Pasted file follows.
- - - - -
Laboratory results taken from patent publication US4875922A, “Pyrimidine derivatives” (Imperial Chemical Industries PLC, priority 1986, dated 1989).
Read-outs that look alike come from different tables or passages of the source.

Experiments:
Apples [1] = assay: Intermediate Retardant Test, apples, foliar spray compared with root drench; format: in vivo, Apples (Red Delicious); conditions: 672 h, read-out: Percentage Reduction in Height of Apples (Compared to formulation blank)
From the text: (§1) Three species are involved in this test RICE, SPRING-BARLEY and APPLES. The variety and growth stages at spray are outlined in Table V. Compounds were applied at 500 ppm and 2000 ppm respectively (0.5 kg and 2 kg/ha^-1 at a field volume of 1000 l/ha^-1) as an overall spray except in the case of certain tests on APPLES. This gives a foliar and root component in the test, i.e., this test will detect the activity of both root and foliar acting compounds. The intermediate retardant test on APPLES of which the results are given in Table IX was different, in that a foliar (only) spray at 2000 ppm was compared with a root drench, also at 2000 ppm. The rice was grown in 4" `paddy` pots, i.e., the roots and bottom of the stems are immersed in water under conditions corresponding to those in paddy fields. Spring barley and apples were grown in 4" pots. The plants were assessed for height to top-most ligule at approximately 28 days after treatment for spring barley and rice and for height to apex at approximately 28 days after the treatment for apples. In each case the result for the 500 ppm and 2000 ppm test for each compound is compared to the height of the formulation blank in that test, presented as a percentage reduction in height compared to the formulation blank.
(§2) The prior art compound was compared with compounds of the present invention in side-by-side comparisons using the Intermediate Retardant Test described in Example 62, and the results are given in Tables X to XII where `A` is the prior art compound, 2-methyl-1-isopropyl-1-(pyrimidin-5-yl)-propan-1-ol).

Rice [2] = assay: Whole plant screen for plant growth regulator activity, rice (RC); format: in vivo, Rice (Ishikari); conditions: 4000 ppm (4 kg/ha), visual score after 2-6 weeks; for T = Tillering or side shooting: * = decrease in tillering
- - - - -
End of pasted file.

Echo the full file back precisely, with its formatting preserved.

Laboratory results taken from patent publication US4875922A, “Pyrimidine derivatives” (Imperial Chemical Industries PLC, priority 1986, dated 1989).
Read-outs that look alike come from different tables or passages of the source.

Experiments:
Apples [1] = assay: Intermediate Retardant Test, apples, foliar spray compared with root drench; format: in vivo, Apples (Red Delicious); conditions: 672 h, read-out: Percentage Reduction in Height of Apples (Compared to formulation blank)
From the text: (§1) Three species are involved in this test RICE, SPRING-BARLEY and APPLES. The variety and growth stages at spray are outlined in Table V. Compounds were applied at 500 ppm and 2000 ppm respectively (0.5 kg and 2 kg/ha^-1 at a field volume of 1000 l/ha^-1) as an overall spray except in the case of certain tests on APPLES. This gives a foliar and root component in the test, i.e., this test will detect the activity of both root and foliar acting compounds. The intermediate retardant test on APPLES of which the results are given in Table IX was different, in that a foliar (only) spray at 2000 ppm was compared with a root drench, also at 2000 ppm. The rice was grown in 4" `paddy` pots, i.e., the roots and bottom of the stems are immersed in water under conditions corresponding to those in paddy fields. Spring barley and apples were grown in 4" pots. The plants were assessed for height to top-most ligule at approximately 28 days after treatment for spring barley and rice and for height to apex at approximately 28 days after the treatment for apples. In each case the result for the 500 ppm and 2000 ppm test for each compound is compared to the height of the formulation blank in that test, presented as a percentage reduction in height compared to the formulation blank.
(§2) The prior art compound was compared with compounds of the present invention in side-by-side comparisons using the Intermediate Retardant Test described in Example 62, and the results are given in Tables X to XII where `A` is the prior art compound, 2-methyl-1-isopropyl-1-(pyrimidin-5-yl)-propan-1-ol).

Rice [2] = assay: Whole plant screen for plant growth regulator activity, rice (RC); format: in vivo, Rice (Ishikari); conditions: 4000 ppm (4 kg/ha), visual score after 2-6 weeks; for T = Tillering or side shooting: * = decrease in tillering